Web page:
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Two Yale Cancer Center scientists awarded the Pershing Square Sohn Prize for Young Investigators in Cancer Research

May 18, 2021

Two Yale Cancer Center scientists have been awarded the 2021 Pershing Square Sohn Prize for Young Investigators in Cancer Research, a prestigious award from the Pershing Square Sohn Cancer Research Alliance (PSSCRA). In the quest for cures, the prize seeks to accelerate the most innovative cancer research and facilitate collaborations between the science and business communities.

Lillian Kabeche, PhD, Assistant Professor of Molecular Biophysics and Biochemistry, and Sidi Chen, PhD, Associate Professor of Genetics, will each receive $200,000 per year for three years to support their research. They are the first two grantees from Yale School of Medicine.

Kabeche joined the Yale faculty in 2019 having completed a PhD in Biochemistry at Dartmouth College in Dr. Duane Compton’s lab, where she studied the mechanism by which kinetochore-microtubules are regulated in mitosis to promote proper chromosome segregation. She completed post-doctoral work in Dr. Lee Zou’s lab at Mass General Hospital, Harvard University, identifying a novel role for the DNA damage repair kinase, ATR, in mitosis.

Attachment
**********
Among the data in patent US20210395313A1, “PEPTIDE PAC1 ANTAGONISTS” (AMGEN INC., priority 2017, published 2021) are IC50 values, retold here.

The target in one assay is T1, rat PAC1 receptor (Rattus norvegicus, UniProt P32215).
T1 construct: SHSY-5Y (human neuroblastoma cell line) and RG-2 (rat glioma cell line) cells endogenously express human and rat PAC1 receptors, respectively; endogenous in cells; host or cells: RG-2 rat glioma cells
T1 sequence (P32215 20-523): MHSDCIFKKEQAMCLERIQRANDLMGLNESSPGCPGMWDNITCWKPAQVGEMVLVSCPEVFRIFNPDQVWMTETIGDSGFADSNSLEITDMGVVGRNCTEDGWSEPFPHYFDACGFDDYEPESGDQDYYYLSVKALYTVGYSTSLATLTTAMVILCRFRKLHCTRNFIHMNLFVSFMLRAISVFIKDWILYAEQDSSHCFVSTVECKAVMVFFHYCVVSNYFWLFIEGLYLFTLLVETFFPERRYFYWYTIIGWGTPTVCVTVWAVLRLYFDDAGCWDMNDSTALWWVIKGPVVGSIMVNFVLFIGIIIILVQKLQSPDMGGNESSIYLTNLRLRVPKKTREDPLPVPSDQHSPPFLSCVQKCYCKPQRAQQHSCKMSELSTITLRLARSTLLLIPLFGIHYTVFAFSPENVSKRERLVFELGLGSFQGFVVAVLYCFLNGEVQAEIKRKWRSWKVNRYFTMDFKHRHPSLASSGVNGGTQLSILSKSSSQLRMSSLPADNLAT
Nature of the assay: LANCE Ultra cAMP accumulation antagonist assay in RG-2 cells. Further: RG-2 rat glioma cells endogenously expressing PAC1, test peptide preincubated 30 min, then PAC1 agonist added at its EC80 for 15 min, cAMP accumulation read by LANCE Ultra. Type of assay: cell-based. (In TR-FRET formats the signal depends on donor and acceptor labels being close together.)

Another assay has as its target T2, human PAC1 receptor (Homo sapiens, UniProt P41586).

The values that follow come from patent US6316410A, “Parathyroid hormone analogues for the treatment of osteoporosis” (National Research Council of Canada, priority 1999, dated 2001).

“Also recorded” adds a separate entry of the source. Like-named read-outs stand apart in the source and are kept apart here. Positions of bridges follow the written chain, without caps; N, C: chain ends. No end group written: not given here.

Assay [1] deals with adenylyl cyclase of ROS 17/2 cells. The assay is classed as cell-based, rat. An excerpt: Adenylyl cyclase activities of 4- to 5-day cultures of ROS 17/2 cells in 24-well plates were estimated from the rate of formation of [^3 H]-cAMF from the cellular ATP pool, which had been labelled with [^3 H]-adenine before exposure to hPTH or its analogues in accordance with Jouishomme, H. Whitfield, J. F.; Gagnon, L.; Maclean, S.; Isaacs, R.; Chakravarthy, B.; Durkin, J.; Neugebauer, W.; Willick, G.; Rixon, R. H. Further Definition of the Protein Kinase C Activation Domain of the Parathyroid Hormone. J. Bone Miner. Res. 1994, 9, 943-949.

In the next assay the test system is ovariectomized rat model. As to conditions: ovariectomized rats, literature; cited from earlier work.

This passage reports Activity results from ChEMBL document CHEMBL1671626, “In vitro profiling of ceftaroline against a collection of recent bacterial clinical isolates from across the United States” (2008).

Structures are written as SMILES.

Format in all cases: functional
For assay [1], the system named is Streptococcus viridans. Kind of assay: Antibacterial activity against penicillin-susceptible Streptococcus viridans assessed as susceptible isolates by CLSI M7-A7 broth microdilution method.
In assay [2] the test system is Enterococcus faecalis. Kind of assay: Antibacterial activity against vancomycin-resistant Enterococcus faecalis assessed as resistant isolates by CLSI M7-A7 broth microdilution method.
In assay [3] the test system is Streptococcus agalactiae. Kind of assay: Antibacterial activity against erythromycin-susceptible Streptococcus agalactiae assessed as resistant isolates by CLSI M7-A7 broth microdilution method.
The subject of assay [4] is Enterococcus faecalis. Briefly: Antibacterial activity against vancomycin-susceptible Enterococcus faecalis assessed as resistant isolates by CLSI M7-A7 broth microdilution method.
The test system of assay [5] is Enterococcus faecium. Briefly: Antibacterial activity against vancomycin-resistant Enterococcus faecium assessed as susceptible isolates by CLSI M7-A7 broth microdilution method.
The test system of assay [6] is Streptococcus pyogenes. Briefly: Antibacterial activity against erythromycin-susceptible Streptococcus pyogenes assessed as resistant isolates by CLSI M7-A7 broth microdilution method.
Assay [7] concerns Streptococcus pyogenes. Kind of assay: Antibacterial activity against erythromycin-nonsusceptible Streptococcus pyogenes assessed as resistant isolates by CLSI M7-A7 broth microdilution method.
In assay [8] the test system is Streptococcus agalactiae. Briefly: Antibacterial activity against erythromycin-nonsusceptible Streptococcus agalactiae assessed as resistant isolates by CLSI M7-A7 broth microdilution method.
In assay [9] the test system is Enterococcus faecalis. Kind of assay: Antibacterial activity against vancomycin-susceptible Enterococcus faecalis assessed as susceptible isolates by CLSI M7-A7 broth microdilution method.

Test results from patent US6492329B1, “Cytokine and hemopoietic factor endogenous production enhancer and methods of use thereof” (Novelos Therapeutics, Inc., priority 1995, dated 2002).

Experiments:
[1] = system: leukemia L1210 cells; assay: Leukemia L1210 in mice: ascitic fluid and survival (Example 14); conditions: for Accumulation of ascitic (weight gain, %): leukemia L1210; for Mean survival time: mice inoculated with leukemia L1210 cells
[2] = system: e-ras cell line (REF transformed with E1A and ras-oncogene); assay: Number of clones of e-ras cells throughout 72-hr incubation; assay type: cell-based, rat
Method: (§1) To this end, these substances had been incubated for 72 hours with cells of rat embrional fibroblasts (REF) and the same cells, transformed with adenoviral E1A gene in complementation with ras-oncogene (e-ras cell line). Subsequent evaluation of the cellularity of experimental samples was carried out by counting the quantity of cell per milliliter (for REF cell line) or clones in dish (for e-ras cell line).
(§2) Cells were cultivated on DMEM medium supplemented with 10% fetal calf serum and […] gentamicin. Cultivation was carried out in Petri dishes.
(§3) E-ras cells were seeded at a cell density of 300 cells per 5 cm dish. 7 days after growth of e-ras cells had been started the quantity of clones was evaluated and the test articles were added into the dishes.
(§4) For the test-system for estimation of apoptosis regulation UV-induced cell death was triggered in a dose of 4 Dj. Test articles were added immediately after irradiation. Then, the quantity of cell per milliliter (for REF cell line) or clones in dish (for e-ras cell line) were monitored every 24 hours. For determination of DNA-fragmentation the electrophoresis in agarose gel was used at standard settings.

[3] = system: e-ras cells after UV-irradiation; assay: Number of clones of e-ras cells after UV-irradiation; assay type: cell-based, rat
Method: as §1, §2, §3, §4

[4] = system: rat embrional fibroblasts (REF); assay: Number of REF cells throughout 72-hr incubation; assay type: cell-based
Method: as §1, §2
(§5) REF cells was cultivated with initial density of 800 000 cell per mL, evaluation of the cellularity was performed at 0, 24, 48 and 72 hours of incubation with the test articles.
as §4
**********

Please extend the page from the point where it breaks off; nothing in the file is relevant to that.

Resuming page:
Chen is a faculty member at the Systems Biology Institute, also located on the university’s West Campus. His research utilizes a wide variety of modern biology and engineering tools, including in vivo gene editing and tumor modeling, genome-wide and focused CRISPR screens, immune engineering, high-density and high-dimensional genetic manipulations and systems level profiling to study the genetic, epigenetic, cellular and immunological bases of cancer oncogenesis, metastasis, immunity and treatment.

Chen receives the PSSCRA prize for his project Building transformative platforms for next-generation cell-based therapy. His work seeks to challenge existing paradigms to generate brand-new and potentially transformative tools. “The prize will help us to better understand, target and manipulate stem cells, hematopoietic systems, and immune cells, which will accelerate the development of new cell-based therapies for the treatments of cancer,” he said.

Chen joined the Yale Faculty in 2015 having earned a PhD in evolutionary genetics from The University of Chicago in the lab of Dr. Manyuan Long. He completed postdoctoral studies at MIT under the mentorship of Dr. Phil Sharp, and also the Broad Institute working with Dr. Feng Zhang.

The Pershing Square Sohn Prize for Young Investigators in Cancer Research provides early career, New York area scientists the freedom to take risks and pursue their boldest research at a stage when traditional funding is lacking.

The Pershing Square Sohn Cancer Research Alliance seeks to guide philanthropic funds to feed critical scientific discoveries, attracting like-minded investors to the cause of fighting cancer and creating a pipeline for early-stage biomedical investments.

Submitted by Anne Doerr on May 18, 2021